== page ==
Often when people criticize Cinderellas for being passive, they don't actually give us an alternative for what they expect her to do. Sometimes I suspect they haven't really thought through the fact that older Cinderella figures would have few other options, if any, than to accept her servitude.
"Cap O'Rushes"-John Batten
Yet Yolen in her essay did remind us of folkloric versions (most notably "Cap O'Rushes") in which Cinderella does the unthinkable, leaves home, finds herself a new position and ends up gaining a husband and wealth. Because although historical context is important in understanding the world fairy tales came from, fairy tales are hardly restricted to being realistic. Fairy tales are full of characters who defy expectations and are rewarded.
I think a good way to look at how we expect historical Cinderellas to act is by comparing Disney's Cinderella with Danielle from "Ever After". And I'm not bashing Disney at all-in fact his Cinderella reflects all of the storybook versions that had been published in the century previous and we can hardly have expected much different from any version made in the 1950s. So we can think of them in terms of Cinderella from the 1950s verses the 1990s.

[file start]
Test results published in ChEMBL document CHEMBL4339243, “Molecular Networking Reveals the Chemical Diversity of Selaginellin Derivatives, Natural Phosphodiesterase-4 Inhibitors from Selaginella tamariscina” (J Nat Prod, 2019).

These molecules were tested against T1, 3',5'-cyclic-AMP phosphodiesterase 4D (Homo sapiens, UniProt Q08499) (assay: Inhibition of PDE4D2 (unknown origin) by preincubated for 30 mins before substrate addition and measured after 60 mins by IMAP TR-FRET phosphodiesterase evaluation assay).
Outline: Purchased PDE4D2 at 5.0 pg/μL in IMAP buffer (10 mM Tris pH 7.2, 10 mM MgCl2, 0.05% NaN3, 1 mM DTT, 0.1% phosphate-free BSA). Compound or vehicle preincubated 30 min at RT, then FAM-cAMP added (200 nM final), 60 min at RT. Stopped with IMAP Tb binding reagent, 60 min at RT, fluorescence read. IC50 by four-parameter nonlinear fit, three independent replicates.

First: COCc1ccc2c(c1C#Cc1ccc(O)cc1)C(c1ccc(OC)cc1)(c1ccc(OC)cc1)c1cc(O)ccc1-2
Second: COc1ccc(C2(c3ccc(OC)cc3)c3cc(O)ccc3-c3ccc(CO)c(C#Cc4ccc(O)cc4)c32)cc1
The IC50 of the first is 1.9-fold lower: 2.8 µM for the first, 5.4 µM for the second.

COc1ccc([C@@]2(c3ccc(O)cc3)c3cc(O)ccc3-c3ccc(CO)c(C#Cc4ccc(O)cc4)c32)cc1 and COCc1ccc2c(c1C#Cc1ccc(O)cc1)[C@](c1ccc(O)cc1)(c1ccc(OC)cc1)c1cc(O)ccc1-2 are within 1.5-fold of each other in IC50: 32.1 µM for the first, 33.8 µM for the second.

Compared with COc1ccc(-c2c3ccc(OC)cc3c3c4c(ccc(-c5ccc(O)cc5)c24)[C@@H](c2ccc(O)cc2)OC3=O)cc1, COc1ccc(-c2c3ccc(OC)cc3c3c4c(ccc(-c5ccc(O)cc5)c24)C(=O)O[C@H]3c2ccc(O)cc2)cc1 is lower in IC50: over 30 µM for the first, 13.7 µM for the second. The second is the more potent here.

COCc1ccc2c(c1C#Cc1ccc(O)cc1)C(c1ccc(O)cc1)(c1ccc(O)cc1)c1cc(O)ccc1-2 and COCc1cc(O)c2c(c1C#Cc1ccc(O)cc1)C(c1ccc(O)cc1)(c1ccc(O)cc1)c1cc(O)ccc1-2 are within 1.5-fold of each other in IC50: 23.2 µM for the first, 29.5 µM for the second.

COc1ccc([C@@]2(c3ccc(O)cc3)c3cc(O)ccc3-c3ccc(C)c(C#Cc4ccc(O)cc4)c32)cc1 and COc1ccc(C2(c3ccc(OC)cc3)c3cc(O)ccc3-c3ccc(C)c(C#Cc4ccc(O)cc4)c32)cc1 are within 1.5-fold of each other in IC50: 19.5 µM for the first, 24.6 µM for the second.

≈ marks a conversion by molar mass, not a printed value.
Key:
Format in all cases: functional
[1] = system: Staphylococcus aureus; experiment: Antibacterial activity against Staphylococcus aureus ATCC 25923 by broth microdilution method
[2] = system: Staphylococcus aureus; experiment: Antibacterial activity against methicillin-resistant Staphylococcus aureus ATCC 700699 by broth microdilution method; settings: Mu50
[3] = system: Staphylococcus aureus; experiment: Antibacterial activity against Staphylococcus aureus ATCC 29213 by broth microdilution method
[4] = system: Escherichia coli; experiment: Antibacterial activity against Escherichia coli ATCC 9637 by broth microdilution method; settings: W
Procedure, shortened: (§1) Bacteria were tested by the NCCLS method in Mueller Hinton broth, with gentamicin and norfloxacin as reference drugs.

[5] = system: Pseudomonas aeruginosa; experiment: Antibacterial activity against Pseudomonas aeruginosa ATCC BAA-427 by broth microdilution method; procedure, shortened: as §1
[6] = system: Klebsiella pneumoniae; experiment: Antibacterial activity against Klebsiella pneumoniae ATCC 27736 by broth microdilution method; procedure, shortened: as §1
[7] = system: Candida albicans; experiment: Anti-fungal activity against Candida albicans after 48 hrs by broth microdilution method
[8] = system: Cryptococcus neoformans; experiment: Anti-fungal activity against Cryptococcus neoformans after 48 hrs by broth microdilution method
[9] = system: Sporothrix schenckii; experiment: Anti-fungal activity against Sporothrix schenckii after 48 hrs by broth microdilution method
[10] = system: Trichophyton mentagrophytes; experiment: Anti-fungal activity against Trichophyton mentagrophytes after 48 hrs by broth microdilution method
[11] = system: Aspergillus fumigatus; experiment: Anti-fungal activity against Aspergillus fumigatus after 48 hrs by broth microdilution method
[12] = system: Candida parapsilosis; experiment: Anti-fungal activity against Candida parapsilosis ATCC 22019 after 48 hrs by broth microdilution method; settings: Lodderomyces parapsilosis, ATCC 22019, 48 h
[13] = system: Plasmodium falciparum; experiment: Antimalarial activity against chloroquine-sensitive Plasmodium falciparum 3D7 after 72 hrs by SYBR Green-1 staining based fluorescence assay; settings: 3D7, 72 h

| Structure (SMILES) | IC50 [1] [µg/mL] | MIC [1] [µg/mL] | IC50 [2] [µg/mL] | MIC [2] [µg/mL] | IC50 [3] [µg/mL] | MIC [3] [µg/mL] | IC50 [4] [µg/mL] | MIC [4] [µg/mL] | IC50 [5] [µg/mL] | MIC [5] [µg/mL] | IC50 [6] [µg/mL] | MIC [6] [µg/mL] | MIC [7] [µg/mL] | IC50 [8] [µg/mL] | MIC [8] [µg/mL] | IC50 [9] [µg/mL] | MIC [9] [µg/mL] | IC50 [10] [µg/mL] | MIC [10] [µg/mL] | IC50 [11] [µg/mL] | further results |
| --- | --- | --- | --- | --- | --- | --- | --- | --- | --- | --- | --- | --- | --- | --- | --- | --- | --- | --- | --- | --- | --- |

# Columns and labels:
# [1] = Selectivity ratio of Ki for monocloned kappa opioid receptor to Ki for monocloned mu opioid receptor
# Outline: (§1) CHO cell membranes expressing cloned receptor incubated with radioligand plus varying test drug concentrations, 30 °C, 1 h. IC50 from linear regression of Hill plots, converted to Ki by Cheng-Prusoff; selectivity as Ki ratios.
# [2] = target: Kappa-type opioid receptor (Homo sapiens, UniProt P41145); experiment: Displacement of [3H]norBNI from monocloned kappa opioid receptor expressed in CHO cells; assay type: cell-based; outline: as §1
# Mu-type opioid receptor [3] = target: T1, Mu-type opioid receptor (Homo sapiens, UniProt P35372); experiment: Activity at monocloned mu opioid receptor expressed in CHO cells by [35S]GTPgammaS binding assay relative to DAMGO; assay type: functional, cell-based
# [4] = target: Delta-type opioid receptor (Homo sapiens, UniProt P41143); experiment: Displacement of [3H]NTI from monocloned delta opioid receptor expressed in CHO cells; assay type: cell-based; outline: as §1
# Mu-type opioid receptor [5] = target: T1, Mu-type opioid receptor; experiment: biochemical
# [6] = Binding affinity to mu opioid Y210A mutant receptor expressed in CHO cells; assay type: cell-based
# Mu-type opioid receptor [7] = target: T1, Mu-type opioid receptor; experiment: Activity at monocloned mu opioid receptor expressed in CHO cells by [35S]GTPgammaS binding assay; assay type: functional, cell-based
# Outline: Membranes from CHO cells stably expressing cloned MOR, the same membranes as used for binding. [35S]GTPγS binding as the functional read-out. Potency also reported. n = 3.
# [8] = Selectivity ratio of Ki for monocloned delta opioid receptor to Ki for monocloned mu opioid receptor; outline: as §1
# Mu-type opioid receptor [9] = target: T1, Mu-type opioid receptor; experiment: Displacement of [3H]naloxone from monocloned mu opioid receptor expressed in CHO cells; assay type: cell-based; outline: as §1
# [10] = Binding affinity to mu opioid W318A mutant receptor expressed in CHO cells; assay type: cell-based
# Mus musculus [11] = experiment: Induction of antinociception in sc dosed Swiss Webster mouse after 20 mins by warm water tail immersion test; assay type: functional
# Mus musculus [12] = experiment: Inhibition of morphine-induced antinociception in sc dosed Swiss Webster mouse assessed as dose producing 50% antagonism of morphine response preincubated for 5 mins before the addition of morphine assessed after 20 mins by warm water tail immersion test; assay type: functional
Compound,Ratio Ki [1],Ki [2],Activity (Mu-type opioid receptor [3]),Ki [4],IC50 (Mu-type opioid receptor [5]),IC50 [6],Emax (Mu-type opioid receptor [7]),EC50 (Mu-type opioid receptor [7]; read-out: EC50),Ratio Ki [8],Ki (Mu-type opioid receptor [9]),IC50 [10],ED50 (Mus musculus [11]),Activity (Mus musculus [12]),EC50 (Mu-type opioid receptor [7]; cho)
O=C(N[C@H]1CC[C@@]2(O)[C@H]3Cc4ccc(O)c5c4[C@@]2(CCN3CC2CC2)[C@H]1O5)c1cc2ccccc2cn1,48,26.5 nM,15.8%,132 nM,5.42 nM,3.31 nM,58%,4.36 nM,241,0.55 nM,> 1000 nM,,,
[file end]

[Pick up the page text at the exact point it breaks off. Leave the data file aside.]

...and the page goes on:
Danielle is an independent tomboy who shows a range of emotions
Disney's Cinderella seems not to mind being her stepmother's slave, until she is unable to go to the ball
In the traditional fairy tale, I'm not too bothered by the fact that Cinderella generally does her chores cheerfully. She has a lame job and a mean boss, which is something we can all relate to in some way, and doing things we don't want to do is just part of life. So if we take the story on a symbolic level, it's not as offensive.
But when you expand the story into novels and movies, Cinderella needs to show more evidence of someone who has undergone mistreatment. Although "Ever After" isn't the most realistic movie in the world, it's still fairly believable for Hollywood, and you can definitely see a huge difference in terms of how a more pro-feminist culture interprets Cinderella-someone who is still kind and compassionate, but also strong. Her courage makes her a good role model, even for those of us who could never in a million years win a sword fight against anybody or aren't considered tomboys.
Hopefully that clarifies things a bit! I'm still trying to sort through all the attacks against passive princesses myself, because while I think many feminist arguments go too far, there is obviously some value in what they have to say.